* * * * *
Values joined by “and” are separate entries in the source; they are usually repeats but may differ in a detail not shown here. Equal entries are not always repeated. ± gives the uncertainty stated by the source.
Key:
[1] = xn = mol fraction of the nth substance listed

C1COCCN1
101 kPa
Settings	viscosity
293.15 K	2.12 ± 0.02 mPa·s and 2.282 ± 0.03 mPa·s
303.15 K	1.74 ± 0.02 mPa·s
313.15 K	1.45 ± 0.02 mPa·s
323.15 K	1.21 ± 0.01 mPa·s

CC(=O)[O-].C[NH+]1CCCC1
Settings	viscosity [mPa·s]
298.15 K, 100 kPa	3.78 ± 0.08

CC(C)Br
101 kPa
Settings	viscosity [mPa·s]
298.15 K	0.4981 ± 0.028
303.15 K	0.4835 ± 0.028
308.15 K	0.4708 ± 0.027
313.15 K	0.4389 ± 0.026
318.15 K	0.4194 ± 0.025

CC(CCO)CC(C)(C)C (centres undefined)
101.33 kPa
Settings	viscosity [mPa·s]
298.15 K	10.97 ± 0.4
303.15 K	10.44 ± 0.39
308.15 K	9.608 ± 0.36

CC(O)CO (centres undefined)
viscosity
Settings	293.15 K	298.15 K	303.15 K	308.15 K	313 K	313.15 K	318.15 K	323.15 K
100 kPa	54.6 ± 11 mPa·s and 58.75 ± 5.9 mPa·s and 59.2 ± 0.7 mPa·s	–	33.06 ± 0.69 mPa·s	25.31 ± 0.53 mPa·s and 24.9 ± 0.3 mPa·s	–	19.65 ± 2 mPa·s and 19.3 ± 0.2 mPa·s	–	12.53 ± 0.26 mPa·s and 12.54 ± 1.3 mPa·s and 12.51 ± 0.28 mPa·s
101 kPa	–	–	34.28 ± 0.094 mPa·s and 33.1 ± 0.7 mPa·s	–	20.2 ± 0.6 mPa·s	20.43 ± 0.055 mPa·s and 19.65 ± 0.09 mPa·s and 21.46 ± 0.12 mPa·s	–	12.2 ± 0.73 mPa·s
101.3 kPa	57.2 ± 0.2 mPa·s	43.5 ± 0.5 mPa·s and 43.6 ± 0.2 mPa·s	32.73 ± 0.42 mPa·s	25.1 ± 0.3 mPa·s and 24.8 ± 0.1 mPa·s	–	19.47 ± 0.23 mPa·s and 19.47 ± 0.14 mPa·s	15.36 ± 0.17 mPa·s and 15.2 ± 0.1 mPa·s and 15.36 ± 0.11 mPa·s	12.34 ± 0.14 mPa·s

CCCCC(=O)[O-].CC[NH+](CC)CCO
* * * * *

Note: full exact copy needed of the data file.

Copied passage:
Values joined by “and” are separate entries in the source; they are usually repeats but may differ in a detail not shown here. Equal entries are not always repeated. ± gives the uncertainty stated by the source.
Key:
[1] = xn = mol fraction of the nth substance listed

C1COCCN1
101 kPa
Settings	viscosity
293.15 K	2.12 ± 0.02 mPa·s and 2.282 ± 0.03 mPa·s
303.15 K	1.74 ± 0.02 mPa·s
313.15 K	1.45 ± 0.02 mPa·s
323.15 K	1.21 ± 0.01 mPa·s

CC(=O)[O-].C[NH+]1CCCC1
Settings	viscosity [mPa·s]
298.15 K, 100 kPa	3.78 ± 0.08

CC(C)Br
101 kPa
Settings	viscosity [mPa·s]
298.15 K	0.4981 ± 0.028
303.15 K	0.4835 ± 0.028
308.15 K	0.4708 ± 0.027
313.15 K	0.4389 ± 0.026
318.15 K	0.4194 ± 0.025

CC(CCO)CC(C)(C)C (centres undefined)
101.33 kPa
Settings	viscosity [mPa·s]
298.15 K	10.97 ± 0.4
303.15 K	10.44 ± 0.39
308.15 K	9.608 ± 0.36

CC(O)CO (centres undefined)
viscosity
Settings	293.15 K	298.15 K	303.15 K	308.15 K	313 K	313.15 K	318.15 K	323.15 K
100 kPa	54.6 ± 11 mPa·s and 58.75 ± 5.9 mPa·s and 59.2 ± 0.7 mPa·s	–	33.06 ± 0.69 mPa·s	25.31 ± 0.53 mPa·s and 24.9 ± 0.3 mPa·s	–	19.65 ± 2 mPa·s and 19.3 ± 0.2 mPa·s	–	12.53 ± 0.26 mPa·s and 12.54 ± 1.3 mPa·s and 12.51 ± 0.28 mPa·s
101 kPa	–	–	34.28 ± 0.094 mPa·s and 33.1 ± 0.7 mPa·s	–	20.2 ± 0.6 mPa·s	20.43 ± 0.055 mPa·s and 19.65 ± 0.09 mPa·s and 21.46 ± 0.12 mPa·s	–	12.2 ± 0.73 mPa·s
101.3 kPa	57.2 ± 0.2 mPa·s	43.5 ± 0.5 mPa·s and 43.6 ± 0.2 mPa·s	32.73 ± 0.42 mPa·s	25.1 ± 0.3 mPa·s and 24.8 ± 0.1 mPa·s	–	19.47 ± 0.23 mPa·s and 19.47 ± 0.14 mPa·s	15.36 ± 0.17 mPa·s and 15.2 ± 0.1 mPa·s and 15.36 ± 0.11 mPa·s	12.34 ± 0.14 mPa·s

CCCCC(=O)[O-].CC[NH+](CC)CCO